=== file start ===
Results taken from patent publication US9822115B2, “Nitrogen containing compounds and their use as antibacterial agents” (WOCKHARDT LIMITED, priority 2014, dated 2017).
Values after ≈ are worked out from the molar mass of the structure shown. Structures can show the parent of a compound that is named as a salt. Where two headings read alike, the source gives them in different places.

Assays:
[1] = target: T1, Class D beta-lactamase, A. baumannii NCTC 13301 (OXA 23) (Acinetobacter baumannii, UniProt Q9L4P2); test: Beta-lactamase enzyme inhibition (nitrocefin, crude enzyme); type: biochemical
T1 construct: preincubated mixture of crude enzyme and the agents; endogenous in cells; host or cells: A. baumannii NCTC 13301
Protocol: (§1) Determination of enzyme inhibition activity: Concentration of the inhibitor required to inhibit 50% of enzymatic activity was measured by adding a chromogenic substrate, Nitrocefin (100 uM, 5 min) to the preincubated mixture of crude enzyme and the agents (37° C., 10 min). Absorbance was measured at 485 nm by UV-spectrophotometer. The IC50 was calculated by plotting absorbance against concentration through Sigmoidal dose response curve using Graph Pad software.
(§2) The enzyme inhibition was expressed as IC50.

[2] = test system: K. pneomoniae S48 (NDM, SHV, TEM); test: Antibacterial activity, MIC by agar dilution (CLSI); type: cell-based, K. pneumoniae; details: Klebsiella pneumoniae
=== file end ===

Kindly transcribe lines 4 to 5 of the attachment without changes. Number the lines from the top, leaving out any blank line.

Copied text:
[1] = target: T1, Class D beta-lactamase, A. baumannii NCTC 13301 (OXA 23) (Acinetobacter baumannii, UniProt Q9L4P2); test: Beta-lactamase enzyme inhibition (nitrocefin, crude enzyme); type: biochemical
T1 construct: preincubated mixture of crude enzyme and the agents; endogenous in cells; host or cells: A. baumannii NCTC 13301